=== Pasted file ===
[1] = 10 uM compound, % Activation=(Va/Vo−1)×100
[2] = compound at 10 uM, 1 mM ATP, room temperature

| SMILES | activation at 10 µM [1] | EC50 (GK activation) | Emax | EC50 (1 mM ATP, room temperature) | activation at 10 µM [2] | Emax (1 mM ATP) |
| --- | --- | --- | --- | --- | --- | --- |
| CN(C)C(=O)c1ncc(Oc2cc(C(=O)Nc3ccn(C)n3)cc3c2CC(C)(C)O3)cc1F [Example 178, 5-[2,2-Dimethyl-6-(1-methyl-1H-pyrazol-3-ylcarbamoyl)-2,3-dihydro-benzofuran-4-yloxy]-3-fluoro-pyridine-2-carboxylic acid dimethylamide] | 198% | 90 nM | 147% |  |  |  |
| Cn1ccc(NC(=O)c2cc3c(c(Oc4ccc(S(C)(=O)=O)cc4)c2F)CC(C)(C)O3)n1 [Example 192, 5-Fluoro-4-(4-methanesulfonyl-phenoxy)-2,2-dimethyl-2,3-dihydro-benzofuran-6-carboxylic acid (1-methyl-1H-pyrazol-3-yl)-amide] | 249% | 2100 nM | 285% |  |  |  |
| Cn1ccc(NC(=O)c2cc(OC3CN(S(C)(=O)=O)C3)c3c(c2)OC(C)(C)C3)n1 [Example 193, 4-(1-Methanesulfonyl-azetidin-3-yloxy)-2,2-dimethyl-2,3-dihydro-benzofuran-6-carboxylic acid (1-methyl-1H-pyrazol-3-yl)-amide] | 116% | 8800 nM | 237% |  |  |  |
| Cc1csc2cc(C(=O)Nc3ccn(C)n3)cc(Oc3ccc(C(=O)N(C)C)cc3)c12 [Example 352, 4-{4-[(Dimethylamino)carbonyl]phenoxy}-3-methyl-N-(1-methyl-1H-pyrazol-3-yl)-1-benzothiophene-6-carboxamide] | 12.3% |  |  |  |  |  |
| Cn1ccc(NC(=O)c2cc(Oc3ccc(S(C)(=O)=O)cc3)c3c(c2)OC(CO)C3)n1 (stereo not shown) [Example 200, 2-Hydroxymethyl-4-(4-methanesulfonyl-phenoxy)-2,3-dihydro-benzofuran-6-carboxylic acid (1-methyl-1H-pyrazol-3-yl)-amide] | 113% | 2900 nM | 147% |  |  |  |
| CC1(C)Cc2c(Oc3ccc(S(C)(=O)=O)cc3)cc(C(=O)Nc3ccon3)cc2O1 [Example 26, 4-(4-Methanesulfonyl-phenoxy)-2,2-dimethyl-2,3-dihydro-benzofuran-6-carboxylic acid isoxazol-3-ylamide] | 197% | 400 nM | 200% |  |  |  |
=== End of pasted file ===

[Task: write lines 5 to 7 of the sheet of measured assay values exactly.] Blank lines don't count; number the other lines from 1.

| CN(C)C(=O)c1ncc(Oc2cc(C(=O)Nc3ccn(C)n3)cc3c2CC(C)(C)O3)cc1F [Example 178, 5-[2,2-Dimethyl-6-(1-methyl-1H-pyrazol-3-ylcarbamoyl)-2,3-dihydro-benzofuran-4-yloxy]-3-fluoro-pyridine-2-carboxylic acid dimethylamide] | 198% | 90 nM | 147% |  |  |  |
| Cn1ccc(NC(=O)c2cc3c(c(Oc4ccc(S(C)(=O)=O)cc4)c2F)CC(C)(C)O3)n1 [Example 192, 5-Fluoro-4-(4-methanesulfonyl-phenoxy)-2,2-dimethyl-2,3-dihydro-benzofuran-6-carboxylic acid (1-methyl-1H-pyrazol-3-yl)-amide] | 249% | 2100 nM | 285% |  |  |  |
| Cn1ccc(NC(=O)c2cc(OC3CN(S(C)(=O)=O)C3)c3c(c2)OC(C)(C)C3)n1 [Example 193, 4-(1-Methanesulfonyl-azetidin-3-yloxy)-2,2-dimethyl-2,3-dihydro-benzofuran-6-carboxylic acid (1-methyl-1H-pyrazol-3-yl)-amide] | 116% | 8800 nM | 237% |  |  |  |